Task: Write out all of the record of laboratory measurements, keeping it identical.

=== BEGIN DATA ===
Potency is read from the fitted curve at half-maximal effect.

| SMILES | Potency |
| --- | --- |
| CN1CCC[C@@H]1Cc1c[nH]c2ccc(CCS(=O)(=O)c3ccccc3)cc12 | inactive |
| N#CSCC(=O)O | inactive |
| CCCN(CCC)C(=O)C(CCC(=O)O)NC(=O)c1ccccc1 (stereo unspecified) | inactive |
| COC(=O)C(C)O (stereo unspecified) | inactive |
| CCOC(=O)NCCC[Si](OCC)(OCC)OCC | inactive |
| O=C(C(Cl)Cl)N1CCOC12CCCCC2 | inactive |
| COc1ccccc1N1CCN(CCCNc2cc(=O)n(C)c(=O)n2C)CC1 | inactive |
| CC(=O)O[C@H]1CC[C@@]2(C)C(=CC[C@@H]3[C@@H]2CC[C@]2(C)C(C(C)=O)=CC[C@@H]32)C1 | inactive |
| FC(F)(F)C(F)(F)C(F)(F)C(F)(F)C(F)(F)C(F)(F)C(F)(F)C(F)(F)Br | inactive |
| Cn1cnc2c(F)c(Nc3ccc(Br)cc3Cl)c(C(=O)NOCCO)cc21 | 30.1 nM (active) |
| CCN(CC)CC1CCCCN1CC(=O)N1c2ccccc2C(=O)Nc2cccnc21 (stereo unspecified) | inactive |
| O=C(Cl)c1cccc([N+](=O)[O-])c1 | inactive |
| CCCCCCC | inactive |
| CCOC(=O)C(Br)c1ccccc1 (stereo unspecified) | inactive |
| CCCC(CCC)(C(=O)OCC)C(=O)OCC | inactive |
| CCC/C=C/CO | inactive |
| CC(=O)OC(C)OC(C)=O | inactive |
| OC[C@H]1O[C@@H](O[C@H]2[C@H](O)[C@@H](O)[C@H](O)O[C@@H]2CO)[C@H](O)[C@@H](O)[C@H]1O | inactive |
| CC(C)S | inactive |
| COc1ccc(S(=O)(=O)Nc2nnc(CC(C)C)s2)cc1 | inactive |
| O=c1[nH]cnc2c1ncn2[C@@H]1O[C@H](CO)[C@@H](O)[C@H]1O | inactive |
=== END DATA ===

Potency is read from the fitted curve at half-maximal effect.

| SMILES | Potency |
| --- | --- |
| CN1CCC[C@@H]1Cc1c[nH]c2ccc(CCS(=O)(=O)c3ccccc3)cc12 | inactive |
| N#CSCC(=O)O | inactive |
| CCCN(CCC)C(=O)C(CCC(=O)O)NC(=O)c1ccccc1 (stereo unspecified) | inactive |
| COC(=O)C(C)O (stereo unspecified) | inactive |
| CCOC(=O)NCCC[Si](OCC)(OCC)OCC | inactive |
| O=C(C(Cl)Cl)N1CCOC12CCCCC2 | inactive |
| COc1ccccc1N1CCN(CCCNc2cc(=O)n(C)c(=O)n2C)CC1 | inactive |
| CC(=O)O[C@H]1CC[C@@]2(C)C(=CC[C@@H]3[C@@H]2CC[C@]2(C)C(C(C)=O)=CC[C@@H]32)C1 | inactive |
| FC(F)(F)C(F)(F)C(F)(F)C(F)(F)C(F)(F)C(F)(F)C(F)(F)C(F)(F)Br | inactive |
| Cn1cnc2c(F)c(Nc3ccc(Br)cc3Cl)c(C(=O)NOCCO)cc21 | 30.1 nM (active) |
| CCN(CC)CC1CCCCN1CC(=O)N1c2ccccc2C(=O)Nc2cccnc21 (stereo unspecified) | inactive |
| O=C(Cl)c1cccc([N+](=O)[O-])c1 | inactive |
| CCCCCCC | inactive |
| CCOC(=O)C(Br)c1ccccc1 (stereo unspecified) | inactive |
| CCCC(CCC)(C(=O)OCC)C(=O)OCC | inactive |
| CCC/C=C/CO | inactive |
| CC(=O)OC(C)OC(C)=O | inactive |
| OC[C@H]1O[C@@H](O[C@H]2[C@H](O)[C@@H](O)[C@H](O)O[C@@H]2CO)[C@H](O)[C@@H](O)[C@H]1O | inactive |
| CC(C)S | inactive |
| COc1ccc(S(=O)(=O)Nc2nnc(CC(C)C)s2)cc1 | inactive |
| O=c1[nH]cnc2c1ncn2[C@@H]1O[C@H](CO)[C@@H](O)[C@H]1O | inactive |